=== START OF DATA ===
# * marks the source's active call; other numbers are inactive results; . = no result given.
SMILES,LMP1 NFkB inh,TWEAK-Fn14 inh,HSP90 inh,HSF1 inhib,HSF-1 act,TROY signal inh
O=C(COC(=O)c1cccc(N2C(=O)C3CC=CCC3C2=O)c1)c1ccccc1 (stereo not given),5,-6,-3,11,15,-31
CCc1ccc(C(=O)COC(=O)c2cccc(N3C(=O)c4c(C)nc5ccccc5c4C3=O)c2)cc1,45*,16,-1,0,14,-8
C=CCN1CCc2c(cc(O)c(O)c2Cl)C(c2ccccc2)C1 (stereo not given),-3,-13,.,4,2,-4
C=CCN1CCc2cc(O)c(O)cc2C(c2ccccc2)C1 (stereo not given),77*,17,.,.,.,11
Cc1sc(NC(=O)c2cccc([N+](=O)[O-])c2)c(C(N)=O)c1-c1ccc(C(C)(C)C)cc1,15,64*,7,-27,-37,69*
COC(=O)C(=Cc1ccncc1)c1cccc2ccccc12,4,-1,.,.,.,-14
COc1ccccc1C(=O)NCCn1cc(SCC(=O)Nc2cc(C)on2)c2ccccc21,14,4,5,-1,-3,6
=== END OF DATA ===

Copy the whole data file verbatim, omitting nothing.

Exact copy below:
# * marks the source's active call; other numbers are inactive results; . = no result given.
SMILES,LMP1 NFkB inh,TWEAK-Fn14 inh,HSP90 inh,HSF1 inhib,HSF-1 act,TROY signal inh
O=C(COC(=O)c1cccc(N2C(=O)C3CC=CCC3C2=O)c1)c1ccccc1 (stereo not given),5,-6,-3,11,15,-31
CCc1ccc(C(=O)COC(=O)c2cccc(N3C(=O)c4c(C)nc5ccccc5c4C3=O)c2)cc1,45*,16,-1,0,14,-8
C=CCN1CCc2c(cc(O)c(O)c2Cl)C(c2ccccc2)C1 (stereo not given),-3,-13,.,4,2,-4
C=CCN1CCc2cc(O)c(O)cc2C(c2ccccc2)C1 (stereo not given),77*,17,.,.,.,11
Cc1sc(NC(=O)c2cccc([N+](=O)[O-])c2)c(C(N)=O)c1-c1ccc(C(C)(C)C)cc1,15,64*,7,-27,-37,69*
COC(=O)C(=Cc1ccncc1)c1cccc2ccccc12,4,-1,.,.,.,-14
COc1ccccc1C(=O)NCCn1cc(SCC(=O)Nc2cc(C)on2)c2ccccc21,14,4,5,-1,-3,6